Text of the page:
Miltefosine represents a fundamental advance in antileishmanial chemotherapy because it is the first oral agent and it is a novel chemical entity. Miltefosine had a 95–97% final cure rate in large phase III and IV trials in India. 3,8 On the other hand, with its half-life of one week, the drug is thought to be prone to generation of resistance, and “orally administered” does not automatically translate into “easy treatment.” Gastrointestinal side effects and mild-moderate elevations in liver enzyme levels are frequent, elevation in creatinine levels is less frequent, and the drug is contraindicated in pregnancy.

Paromomycin is an old aminoglycoside that for unknown reasons is active against protozoa especially Leishmania spp. A large phase III Indian trial showed 11 mg (base)/kg/day for 21 days to cure 95% of patients, with the only clinically meaningful systemic toxicity being hepatic.4 However, resistance to aminoglycosides is well known, at least in bacteria, and the present regimen of 21 daily injections, although intramuscular and not intravenous, is a major disadvantage for routine clinical use.

Cost has been a moving target, with the cost of higher-priced products decreasing as lower-priced competitors become available. For adults, the cost of a course of AB deoxycholate is approximate $100.5 The World Health Organization–negotiated preferential price of liposomal AB is approximately $250 per 15-mg/kg course.2 I estimate the price of miltefosine to have fallen to $100–$200 a course. The price of paromomycin is anticipated to be low, perhaps $20 per course.

In the present report by Sundar and others,2 four ABLE regimens, each containing a total of 15 mg of AB/kg, were evaluated in treatment groups of 15 patients each. For three regimens, the total dose was divided over one injection on day 1 and another injection on day 3: 7.5 mg/kg on days 1 and 3; 10 mg/kg on day 1 and 5 mg/kg on day 3; and 12.5 mg/kg on day 1 and 2.5 mg/kg on day 3. For the fourth regimen, all 15 mg/kg was administered on day 1. The cure rates of the first three regimens varied between not-quite-enough and unimpressive: 93%, 73%, and 80%, respectively. The fourth regimen, 15 mg/kg on day 1, cured 100% of patients.

The report concludes that “ABLE was safe and had excellent efficacy when given as a bolus of 15 mg/kg. More studies with larger number of patients and higher doses are needed to establish a safe and efficacious regimen.”2 The authors are to be complemented for finding a one-dose regimen that cures > 95% of patients in this initial study, and for their judicious statement that a database much greater than 15 is needed. The lack of a dose-response for this product—the regimen with the least drug on day 1 had the second-highest cure rate—suggests that the true efficacy of a 15-mg/kg bolus on day 1 could be lower than 95%. If efficacy is low when larger number of patients are investigated, more drug will needed to preserve efficacy, and the potential advantages of cost, tolerance, and single administration may be lost. We look forward to further reports with ABLE to see if this new formulation of amphotericin B is competitive in terms of efficacy, tolerance, cost, and feasibility of administration.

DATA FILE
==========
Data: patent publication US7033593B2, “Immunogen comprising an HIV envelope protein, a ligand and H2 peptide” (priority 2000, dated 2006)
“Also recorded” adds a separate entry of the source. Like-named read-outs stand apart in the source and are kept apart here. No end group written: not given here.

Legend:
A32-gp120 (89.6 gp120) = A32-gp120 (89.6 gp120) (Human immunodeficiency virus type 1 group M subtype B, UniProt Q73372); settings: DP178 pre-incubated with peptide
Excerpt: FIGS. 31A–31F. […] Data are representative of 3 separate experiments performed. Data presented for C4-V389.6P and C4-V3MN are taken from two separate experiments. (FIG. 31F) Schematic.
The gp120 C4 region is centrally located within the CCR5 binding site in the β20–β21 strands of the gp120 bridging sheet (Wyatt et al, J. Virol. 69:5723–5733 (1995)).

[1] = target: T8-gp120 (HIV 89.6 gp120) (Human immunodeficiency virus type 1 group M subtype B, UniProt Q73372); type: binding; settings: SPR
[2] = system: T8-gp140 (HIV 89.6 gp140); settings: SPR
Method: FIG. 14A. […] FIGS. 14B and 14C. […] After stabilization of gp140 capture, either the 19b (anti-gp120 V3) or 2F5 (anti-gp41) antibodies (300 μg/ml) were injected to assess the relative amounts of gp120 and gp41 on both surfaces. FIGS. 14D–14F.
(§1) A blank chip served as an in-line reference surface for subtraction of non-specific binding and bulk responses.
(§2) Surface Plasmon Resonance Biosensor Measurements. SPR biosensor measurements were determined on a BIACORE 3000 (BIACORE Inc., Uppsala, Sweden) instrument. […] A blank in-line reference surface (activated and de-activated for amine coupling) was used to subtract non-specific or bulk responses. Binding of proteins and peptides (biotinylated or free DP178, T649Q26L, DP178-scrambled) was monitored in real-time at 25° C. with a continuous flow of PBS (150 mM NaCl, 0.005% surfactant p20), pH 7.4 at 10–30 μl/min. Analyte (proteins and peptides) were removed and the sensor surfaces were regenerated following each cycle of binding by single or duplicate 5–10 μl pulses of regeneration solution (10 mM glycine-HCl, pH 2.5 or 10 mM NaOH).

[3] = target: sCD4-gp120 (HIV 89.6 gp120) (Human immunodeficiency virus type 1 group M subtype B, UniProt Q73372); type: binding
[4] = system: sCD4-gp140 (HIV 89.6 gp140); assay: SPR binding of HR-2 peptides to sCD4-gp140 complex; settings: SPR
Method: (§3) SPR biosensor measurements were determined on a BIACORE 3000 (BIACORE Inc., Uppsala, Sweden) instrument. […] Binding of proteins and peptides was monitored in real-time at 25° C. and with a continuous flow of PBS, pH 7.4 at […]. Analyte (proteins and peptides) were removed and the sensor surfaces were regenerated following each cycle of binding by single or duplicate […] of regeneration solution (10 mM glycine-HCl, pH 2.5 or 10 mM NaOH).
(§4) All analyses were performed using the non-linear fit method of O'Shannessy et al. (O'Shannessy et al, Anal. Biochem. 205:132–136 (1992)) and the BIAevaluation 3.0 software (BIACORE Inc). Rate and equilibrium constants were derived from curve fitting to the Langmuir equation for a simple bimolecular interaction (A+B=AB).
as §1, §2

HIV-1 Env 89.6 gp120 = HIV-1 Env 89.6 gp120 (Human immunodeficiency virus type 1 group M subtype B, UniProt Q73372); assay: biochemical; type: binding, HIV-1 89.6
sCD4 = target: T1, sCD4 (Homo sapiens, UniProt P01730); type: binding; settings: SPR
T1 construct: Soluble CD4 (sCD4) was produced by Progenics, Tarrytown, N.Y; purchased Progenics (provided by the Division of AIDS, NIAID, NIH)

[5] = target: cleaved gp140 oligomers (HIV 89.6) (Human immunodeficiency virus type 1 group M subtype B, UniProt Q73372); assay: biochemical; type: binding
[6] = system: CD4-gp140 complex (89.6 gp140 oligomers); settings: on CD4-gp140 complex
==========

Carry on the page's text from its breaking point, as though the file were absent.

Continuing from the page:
*

Address correspondence to Jonathan Berman, Fast-Track Drugs and Biologics LLC, 5 Paramus Court, North Potomac, MD 20878. E-mail: jberman@fasttrackresearch.com

Author’s address: Jonathan Berman, Fast-Track Drugs and Biologics LLC, 5 Paramus Court, North Potomac, MD 20878, E-mail: jberman@fasttrackresearch.com.

Disclosure: The author works as a consultant to Paladin Laboratories, owner of miltefosine. This statement is made in the interest of full disclosure and not because the author considers this to be a conflict of interest.

REFERENCES

  • 1

    Sundar S, More DK, Singh MK, Singh VP, Sharma S, Makharia A, Kumar PC, Murray HW, 2000. Failure of pentavalent antimony in visceral leishmaniasis in India: report from the center of the Indian epidemic. Clin Infect Dis 31 :1104–1107.

    • Search Google Scholar
    • Export Citation
  • 2

    Sundar S, Singh A, Agarwal D, Rai M, Agrawal N, Chakravarty J, 2009. Safety and efficacy of high-dose infusions of a preformed amphotericin B fat emulsion for treatment of Indian visceral leishmaniasis. Am J Trop Med Hyg 80 :700–703.

    • Search Google Scholar
    • Export Citation
  • 3

    Sundar S, Jha TK, Thakur CP, Engel J, Sindermann H, Fischer C, Junge K, Bryceson A, Berman J, 2002. Oral miltefosine for Indian visceral leishmaniasis. N Engl J Med 347 :1739–1746.

    • Search Google Scholar
    • Export Citation
  • 4

    Sundar S, Jha TK, Thakur CP, Sinha PK, Bhattacharya SK, 2007. Injectable paromomycin for visceral leishmaniasis in India. N Engl J Med 356 :2571–2581.

    • Search Google Scholar
    • Export Citation
  • 5

    Sundar S, Agrawal G, Rai M, Makharia MK, Murray HW, 2001. Treatment of Indian visceral leishmaniasis with single or daily infusions of low dose liposomal amphotericin B: randomised trial. BMJ 323 :419–422.

    • Search Google Scholar
    • Export Citation
  • 6

    Sundar S, Jha TK, Thakur CP, Mishra M, Singh VP, Buffels R, 2003. Single-dose liposomal amphotericin B in the treatment of visceral leishmaniasis in India: a multicenter study. Clin Infect Dis 37 :800–804.

    • Search Google Scholar
    • Export Citation
  • 7

    Sundar S, Jha TK, Thakur CP, Mishra M, Singh VR, Buffels R, 2002. Low-dose liposomal amphotericin B in refractory Indian visceral leishmaniasis: a multicenter study. Am J Trop Med Hyg 66 :143–146.

    • Search Google Scholar
    • Export Citation
  • 8

    Bhattacharya SK, Sinha PK, Sundar S, Thakur CP, Jha TK, Pandey K, Das VR, Kumar N, Lal C, Verma N, Singh VP, Ranjan A, Verma RB, Anders G, Sindermann H, Ganguly NK, 2007. Phase 4 trial of miltefosine for the treatment of Indian visceral leishmaniasis. J Infect Dis 196 :591–598.

    • Search Google Scholar
    • Export Citation